Data Management

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Due to the long life span of a typical impact evaluation, multiple generations of team members often contribute to the same data work. Clear methods for organization of the data folder, the structure of the data sets in the folder, and identification of the observations in the data sets is critical.

Read First

  • A dataset should always have one [[ID Variable Properties|uniquely identifying variable}}. If you receive a data set without an ID, the first thing you need to do is to create individual IDs.
  • Always create master data sets for each unit of observations relevant to the analysis.
  • Never merge on variables that are not ID variables unless one of the data sets merged is the Master data


Organization of Project folder

Example of a data folder structure used during the course of an impact evaluation project.

A well-organized data-folder is essential to productive workflows for the whole Impact Evaluation Team. It can't be stressed enough that this is one of the most important steps for the productivity of this project team and for reducing the sources of error in the data work.

Most projects have a shared folder, for example using Box or DropBox. The project folder typically has several subfolders, including: government communications, budget, impact evaluation design, presentations, etc. There should always be one data folder. All data-related work on this project should be stored in the data folder. Setting up the data folder for the first time must be done carefully, following clear protocols. The data folder will include a master do-file which run all other do-files, and also serve as a map to navigate the data folder. The project should also have clear naming conventions.

Master data sets

With multiple rounds of data, you need to ensure there are no discrepancies on how observations are identified across survey rounds. Best practice is to have one datafile that overviews the observations, typically called a master data set. For each unit of observation relevant to the analysis (survey respondent, unit of randomization, etc) we need a master data set. Common master data sets are household master data set, village master data set, clinic master data set etc.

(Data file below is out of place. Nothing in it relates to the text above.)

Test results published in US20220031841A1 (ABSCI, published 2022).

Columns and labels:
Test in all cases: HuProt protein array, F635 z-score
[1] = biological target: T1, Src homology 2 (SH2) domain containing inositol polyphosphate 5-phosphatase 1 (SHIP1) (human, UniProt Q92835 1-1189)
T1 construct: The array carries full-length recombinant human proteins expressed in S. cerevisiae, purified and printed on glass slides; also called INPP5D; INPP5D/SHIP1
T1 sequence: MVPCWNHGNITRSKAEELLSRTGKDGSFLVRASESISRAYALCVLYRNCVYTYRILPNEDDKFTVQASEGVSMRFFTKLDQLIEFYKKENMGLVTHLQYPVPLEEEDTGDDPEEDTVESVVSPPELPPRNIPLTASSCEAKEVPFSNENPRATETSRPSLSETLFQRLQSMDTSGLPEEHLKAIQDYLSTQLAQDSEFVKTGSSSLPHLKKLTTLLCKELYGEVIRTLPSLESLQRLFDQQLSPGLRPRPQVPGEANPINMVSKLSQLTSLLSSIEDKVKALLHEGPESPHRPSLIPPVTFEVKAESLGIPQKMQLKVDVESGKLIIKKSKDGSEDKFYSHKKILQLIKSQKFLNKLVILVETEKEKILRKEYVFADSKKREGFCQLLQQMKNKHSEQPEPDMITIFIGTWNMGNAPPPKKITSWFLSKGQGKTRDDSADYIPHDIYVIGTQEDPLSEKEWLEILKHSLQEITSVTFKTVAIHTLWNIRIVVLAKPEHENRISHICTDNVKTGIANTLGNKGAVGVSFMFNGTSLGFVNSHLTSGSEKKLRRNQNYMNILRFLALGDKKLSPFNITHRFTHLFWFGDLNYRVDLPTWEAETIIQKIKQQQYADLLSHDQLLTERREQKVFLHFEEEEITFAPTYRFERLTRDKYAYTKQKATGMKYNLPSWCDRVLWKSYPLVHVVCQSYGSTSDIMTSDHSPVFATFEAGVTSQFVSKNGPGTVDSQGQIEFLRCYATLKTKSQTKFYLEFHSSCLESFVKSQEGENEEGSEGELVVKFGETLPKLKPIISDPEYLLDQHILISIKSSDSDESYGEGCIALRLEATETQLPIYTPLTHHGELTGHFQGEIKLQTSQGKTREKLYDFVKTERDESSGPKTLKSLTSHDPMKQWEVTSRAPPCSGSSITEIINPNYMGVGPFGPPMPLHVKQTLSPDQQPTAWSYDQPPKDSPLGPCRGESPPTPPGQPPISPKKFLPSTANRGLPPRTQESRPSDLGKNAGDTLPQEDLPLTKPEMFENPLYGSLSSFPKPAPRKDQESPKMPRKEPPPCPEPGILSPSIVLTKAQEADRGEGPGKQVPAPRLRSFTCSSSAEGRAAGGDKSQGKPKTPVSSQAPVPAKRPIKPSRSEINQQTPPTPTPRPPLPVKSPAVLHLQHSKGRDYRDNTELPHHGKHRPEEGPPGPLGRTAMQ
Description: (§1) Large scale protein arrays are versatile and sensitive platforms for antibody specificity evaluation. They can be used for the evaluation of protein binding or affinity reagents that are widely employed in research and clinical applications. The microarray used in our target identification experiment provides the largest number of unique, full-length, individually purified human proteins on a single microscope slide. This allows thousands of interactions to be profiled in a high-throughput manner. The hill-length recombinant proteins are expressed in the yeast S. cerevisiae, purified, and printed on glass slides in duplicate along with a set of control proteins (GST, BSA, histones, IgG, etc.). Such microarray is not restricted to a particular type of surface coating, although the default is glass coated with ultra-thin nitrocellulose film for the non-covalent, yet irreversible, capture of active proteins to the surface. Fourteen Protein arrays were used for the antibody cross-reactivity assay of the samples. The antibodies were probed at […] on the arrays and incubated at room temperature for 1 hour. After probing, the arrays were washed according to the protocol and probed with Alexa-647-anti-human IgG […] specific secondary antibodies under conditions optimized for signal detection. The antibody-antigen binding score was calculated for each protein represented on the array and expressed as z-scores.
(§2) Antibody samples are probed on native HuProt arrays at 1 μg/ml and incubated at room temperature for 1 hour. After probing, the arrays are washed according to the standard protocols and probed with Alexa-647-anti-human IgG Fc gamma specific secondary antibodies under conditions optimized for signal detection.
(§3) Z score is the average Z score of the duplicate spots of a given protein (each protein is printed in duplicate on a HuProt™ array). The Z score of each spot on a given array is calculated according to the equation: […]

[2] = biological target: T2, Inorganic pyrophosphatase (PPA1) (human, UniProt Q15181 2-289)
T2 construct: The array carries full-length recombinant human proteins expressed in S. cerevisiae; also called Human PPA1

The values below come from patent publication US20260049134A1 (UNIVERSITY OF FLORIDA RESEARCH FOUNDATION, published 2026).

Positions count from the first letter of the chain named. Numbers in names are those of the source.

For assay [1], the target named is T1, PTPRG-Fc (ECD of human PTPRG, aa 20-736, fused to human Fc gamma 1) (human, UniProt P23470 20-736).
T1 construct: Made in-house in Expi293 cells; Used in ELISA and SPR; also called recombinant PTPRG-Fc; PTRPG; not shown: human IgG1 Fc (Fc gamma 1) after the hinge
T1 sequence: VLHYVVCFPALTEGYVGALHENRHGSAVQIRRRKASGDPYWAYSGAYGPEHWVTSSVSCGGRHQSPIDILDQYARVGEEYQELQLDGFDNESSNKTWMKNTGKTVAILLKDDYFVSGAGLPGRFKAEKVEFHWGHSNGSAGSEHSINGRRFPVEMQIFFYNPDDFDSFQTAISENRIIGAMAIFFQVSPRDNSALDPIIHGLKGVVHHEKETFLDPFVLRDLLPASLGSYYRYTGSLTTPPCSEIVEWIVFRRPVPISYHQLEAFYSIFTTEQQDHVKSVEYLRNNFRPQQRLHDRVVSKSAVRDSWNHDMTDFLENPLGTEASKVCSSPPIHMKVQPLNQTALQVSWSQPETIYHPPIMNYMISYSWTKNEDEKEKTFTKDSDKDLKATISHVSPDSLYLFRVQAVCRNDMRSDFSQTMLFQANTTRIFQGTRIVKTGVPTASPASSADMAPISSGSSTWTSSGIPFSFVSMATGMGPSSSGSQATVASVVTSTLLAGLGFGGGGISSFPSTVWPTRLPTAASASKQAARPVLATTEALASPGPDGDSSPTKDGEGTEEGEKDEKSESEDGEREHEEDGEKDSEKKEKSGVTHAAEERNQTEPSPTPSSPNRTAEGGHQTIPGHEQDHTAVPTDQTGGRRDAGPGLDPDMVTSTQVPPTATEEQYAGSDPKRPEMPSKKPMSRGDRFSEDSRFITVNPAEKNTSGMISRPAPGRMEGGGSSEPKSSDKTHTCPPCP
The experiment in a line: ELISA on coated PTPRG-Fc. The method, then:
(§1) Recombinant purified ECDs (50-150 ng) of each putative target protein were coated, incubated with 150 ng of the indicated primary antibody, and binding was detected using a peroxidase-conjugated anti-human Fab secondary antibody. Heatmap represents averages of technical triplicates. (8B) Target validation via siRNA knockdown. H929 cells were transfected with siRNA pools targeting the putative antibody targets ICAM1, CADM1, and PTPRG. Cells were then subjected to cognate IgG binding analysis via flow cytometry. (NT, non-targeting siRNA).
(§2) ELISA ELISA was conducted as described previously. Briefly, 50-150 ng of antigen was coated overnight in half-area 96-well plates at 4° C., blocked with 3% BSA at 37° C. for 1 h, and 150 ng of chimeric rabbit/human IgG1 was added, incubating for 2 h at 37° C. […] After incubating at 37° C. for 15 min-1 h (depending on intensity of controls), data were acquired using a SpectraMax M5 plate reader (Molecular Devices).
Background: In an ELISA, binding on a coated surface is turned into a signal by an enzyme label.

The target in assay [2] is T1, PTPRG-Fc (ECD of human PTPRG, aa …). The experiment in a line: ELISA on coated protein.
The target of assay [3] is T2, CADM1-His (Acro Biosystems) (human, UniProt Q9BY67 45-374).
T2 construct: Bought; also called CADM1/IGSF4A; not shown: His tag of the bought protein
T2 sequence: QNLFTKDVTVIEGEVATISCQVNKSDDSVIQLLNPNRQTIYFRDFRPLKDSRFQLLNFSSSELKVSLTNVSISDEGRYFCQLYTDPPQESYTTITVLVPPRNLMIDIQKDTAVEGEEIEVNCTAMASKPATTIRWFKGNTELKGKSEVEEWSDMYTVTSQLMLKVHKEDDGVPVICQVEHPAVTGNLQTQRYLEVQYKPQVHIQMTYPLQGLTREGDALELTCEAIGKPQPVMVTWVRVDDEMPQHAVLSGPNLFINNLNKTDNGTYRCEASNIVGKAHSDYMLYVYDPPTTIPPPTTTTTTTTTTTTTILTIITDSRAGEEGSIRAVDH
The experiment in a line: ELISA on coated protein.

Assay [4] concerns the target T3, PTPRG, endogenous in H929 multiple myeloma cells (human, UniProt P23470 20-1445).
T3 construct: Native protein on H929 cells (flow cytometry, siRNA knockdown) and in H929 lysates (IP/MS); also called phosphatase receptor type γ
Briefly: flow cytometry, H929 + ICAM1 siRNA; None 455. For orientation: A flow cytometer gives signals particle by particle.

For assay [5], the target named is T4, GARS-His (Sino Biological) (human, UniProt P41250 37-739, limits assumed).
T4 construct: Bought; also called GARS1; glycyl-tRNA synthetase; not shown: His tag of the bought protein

These master data sets should include time-invariant information, for example ID variables and dummy variables indicating treatment status, to easily merge across data sets. We want this data for all observations we encountered, even observations that we did not select during sampling. This is a small but important point, read master data set for more details.

ID Variables

All observations in all data sets should always be identified by a variable that fulfills the properties of an ID variable. The main property of an ID variable is that it should be uniquely and fully identifying. In almost all cases the ID variable should be a single variable. This is especially the case in the aspect of identifying observations across data sets in the project folder. One case where it is common to make an exception to this rule is panel data sets. In a panel data set, each observation is usually identified by the primary ID variable and a time variable (year one, year two etc.).

As soon as we have created the ID variable in the master data set and merged that variable to a data set, we can already then de-identify a data set. The sooner we we can then drop all identifying information that we do not need for the analysis in all other data sets that we have copied the ID to.

Additional Resources

  • list here other articles related to this topic, with a brief description and link